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Math Help - Angle bisector of a pair of straight lines

  1. #1
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    Angle bisector of a pair of straight lines

    hello everyone

    This is a question on coordinate geometry.
    One bisector of the angle between the lines given by a(x-1)^2 + 2h(x-1)y + by^2 = 0 is 2x + y 2 = 0. We need to find the other bisector.

    Any help would be appreciated. Thanks in advance.
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  2. #2
    Super Member fardeen_gen's Avatar
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    Hello!


    We have a(x-1)^2 + 2h(x-1)y + by^2 = 0.

    Dividing throughout by (x - 1)^2, and solving the quadratic in \frac{y}{x - 1}, we get:
    \frac{y}{x - 1} = \frac{-h \pm \sqrt{h^2 - ab}}{b}, which gives the equations of the pair of straight lines.


    The joint equation of bisectors is given by:
    \frac{(x - 1)^2 - y^2}{a - b} = \frac{(x - 1)y}{h}
    (here x in the standard equation found in books is replaced by (x - 1) since the equation of our pair of straight lines is in (x - 1))


    On expanding, we get:

    hx^2 + xy(b - a) - hy^2 - 2hx + y(a - b) + h = 0 --- (1)

    One of the lines represented by the above equation is 2x + y - 2 = 0.

    We know that the bisectors of the angles between the lines are perpendicular to each other (Make sketches to convince yourself. Moreover in the joint equation, Coefficient of x^2 + Coefficient of y^2 = 0 which tells you this fact immediately).

    Thus, equation of the other bisector is x - 2y + k, where k is the constant to be determined.

    (We get the above equation by applying condition of perpendicularity: m_{1}m_{2} = -1, where m_{1} and m_{2} are the respective slopes. In our case m_{1} = -2 which gives m_{2} = \frac{1}{2}, thus giving the equation of the other bisector)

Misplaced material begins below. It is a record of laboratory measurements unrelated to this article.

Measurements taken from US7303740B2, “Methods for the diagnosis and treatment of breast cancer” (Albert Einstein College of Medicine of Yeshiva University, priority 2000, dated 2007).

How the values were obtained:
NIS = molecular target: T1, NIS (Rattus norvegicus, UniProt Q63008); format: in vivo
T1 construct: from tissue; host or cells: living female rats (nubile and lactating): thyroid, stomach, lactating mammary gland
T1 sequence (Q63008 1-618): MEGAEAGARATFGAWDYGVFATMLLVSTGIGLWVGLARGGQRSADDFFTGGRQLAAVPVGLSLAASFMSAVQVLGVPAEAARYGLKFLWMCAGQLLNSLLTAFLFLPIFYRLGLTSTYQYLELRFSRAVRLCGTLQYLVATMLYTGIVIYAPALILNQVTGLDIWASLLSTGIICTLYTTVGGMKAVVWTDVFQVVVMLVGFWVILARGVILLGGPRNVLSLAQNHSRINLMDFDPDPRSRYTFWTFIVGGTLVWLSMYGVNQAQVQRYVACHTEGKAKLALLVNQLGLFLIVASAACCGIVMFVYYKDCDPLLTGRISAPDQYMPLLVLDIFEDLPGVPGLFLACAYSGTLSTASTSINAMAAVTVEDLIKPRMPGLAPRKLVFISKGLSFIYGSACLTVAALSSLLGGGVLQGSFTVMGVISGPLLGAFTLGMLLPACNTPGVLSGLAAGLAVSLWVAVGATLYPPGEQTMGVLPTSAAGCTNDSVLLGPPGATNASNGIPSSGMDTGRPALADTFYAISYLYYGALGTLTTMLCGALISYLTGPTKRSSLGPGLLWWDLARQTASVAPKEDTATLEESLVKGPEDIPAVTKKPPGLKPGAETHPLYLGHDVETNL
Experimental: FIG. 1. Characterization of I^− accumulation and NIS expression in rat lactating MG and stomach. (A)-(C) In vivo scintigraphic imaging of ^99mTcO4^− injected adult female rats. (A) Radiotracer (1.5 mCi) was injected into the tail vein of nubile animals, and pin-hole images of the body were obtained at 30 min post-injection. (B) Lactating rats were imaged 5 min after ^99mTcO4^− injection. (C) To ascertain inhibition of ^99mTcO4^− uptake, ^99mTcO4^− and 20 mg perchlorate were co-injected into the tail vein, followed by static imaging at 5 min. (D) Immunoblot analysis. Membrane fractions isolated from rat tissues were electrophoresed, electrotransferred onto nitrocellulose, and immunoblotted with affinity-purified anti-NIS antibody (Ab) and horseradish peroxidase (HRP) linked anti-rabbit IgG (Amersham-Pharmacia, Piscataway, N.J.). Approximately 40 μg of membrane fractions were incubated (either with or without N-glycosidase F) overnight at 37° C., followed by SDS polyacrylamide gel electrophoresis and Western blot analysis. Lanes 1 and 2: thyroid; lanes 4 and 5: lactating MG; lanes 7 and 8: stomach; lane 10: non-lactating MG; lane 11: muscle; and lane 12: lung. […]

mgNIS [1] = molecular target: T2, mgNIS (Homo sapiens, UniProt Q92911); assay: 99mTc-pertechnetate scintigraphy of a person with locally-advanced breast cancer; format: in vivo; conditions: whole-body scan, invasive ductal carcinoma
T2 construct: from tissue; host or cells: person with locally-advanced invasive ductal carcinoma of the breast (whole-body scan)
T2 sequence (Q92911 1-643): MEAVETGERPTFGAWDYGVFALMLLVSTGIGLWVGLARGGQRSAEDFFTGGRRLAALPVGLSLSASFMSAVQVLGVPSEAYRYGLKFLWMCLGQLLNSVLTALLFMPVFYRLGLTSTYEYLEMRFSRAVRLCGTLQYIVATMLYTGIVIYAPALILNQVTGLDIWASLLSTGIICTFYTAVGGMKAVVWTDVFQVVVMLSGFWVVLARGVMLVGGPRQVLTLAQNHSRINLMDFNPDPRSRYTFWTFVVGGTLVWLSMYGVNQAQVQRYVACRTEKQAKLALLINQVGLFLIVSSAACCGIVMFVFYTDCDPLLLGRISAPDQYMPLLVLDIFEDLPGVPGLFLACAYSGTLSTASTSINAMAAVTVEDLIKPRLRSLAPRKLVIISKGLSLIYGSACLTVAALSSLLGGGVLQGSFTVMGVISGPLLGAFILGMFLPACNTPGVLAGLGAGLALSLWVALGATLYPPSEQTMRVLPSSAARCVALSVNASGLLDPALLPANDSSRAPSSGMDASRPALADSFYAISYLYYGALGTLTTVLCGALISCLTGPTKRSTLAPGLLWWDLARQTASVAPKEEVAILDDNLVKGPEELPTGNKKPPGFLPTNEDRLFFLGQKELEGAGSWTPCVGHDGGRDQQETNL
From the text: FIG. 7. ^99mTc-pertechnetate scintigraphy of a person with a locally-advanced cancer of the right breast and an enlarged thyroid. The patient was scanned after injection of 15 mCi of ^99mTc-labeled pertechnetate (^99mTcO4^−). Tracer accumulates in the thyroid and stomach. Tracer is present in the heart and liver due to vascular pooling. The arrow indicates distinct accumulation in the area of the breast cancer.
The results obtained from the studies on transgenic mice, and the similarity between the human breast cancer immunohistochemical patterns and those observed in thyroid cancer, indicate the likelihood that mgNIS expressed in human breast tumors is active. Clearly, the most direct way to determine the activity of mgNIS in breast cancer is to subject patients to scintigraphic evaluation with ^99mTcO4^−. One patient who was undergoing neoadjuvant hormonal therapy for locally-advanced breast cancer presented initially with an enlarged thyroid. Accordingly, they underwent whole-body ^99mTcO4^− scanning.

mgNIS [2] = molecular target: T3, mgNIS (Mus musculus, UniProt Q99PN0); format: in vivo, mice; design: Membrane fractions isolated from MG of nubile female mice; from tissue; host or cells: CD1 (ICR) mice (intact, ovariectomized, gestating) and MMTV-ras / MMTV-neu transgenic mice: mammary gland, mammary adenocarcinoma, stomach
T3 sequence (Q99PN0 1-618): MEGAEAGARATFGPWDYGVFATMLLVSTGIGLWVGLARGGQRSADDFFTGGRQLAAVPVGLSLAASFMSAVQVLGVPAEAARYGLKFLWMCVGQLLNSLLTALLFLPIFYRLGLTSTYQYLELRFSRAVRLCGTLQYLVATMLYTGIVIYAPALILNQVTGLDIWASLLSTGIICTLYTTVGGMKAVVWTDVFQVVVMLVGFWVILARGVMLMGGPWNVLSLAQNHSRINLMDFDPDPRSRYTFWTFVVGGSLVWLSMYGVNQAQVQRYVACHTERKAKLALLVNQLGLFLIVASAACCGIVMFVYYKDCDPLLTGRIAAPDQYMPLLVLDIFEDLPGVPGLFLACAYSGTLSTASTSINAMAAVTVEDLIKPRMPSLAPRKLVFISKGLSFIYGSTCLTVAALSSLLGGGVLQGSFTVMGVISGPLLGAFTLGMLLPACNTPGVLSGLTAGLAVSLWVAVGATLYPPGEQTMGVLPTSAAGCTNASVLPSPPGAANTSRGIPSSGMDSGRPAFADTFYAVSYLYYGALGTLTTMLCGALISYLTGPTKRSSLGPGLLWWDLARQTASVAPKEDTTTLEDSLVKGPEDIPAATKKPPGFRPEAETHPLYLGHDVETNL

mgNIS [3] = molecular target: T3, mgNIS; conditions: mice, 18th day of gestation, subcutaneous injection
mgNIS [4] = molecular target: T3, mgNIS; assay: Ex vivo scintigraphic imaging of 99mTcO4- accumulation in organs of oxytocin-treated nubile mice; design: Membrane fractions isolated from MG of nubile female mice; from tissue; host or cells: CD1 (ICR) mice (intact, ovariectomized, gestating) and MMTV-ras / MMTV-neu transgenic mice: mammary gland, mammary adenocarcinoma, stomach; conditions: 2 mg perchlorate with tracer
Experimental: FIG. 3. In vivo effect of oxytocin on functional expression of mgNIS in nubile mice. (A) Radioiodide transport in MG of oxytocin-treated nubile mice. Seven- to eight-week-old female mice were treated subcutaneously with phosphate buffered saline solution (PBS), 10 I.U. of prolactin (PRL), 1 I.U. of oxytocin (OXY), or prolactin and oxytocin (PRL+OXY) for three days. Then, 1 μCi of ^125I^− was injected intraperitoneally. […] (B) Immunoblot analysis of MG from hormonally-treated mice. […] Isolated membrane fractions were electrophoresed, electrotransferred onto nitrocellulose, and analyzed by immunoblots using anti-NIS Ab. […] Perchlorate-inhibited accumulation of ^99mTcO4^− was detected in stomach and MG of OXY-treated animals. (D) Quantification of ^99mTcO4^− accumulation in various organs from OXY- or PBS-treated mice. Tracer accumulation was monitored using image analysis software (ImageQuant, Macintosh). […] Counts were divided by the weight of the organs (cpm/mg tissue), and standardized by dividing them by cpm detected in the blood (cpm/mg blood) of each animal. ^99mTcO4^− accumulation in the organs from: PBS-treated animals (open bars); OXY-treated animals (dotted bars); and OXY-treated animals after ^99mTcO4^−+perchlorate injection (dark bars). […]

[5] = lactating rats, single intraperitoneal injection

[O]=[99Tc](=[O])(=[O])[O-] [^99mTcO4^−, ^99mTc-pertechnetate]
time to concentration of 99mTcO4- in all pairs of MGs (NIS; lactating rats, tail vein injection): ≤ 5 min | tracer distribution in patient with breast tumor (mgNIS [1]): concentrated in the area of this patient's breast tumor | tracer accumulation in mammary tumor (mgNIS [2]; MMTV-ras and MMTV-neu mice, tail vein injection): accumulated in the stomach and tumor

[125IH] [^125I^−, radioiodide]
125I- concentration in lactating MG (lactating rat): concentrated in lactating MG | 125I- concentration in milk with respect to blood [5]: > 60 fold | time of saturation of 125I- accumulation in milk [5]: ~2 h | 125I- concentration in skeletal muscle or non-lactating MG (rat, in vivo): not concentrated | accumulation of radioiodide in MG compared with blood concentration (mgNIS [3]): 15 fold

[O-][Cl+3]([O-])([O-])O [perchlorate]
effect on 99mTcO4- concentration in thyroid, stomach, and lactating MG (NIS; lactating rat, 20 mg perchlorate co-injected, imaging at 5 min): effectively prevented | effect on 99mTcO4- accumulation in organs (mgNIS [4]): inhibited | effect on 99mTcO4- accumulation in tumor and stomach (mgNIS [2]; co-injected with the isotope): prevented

Multiplying these two equations together,

    (2x + y  2)(x - 2y + k) = 0
    \Rightarrow 2x^2 - 3xy - 2y^2 + x(2k - 2) + y(4 + k) - 2k = 0

    Comparing with (1),
    1) h = 2
    2) 2k - 2 = -2h \Rightarrow k = -1

    So, the other bisector is:
    \boxed{x - 2y - 1 = 0}
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  3. #3
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    thanks fardeen, i couldnt have asked for more.
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  4. #4
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    Quote Originally Posted by watsmath View Post
    hello everyone

    This is a question on coordinate geometry.
    One bisector of the angle between the lines given by a(x-1)^2 + 2h(x-1)y + by^2 = 0 is 2x + y 2 = 0. We need to find the other bisector.

    Any help would be appreciated. Thanks in advance.
    Alternatively,

    we can find the point of intersection of the angle bisector 2x+y-2 with the lines
    and find the equation of the perpendicular to the bisector that goes through
    that same point of intersection.

    Hence, y=2-2x is substituted

    a(x-1)^2+2h(x-1)(2-2x)+b(2-2x)^2=0

    2-2x=2(1-x)=-2(x-1)

    (2-2x)^2=2(1-x)2(1-x)=-2(x-1)(-2)(x-1)=4(x-1)^2

    then

    a(x-1)^2-4h(x-1)+4(x-1)^2=0

    (x-1)\left[a(x-1)-4h+4(x-1)\right]=0

    x=1

    2x+y-2=0\ \Rightarrow\ 2+y-2=0,\ y=0

    The slope of 2x+y-2=0 is -2, as y=-2x+2

    Any perpendicular line has slope \frac{1}{2}

    The perpendicular bisector contains the point (1,0)

    hence it's equation is

    y-0=\frac{1}{2}(x-1)

    2y=x-1

    x-2y-1=0
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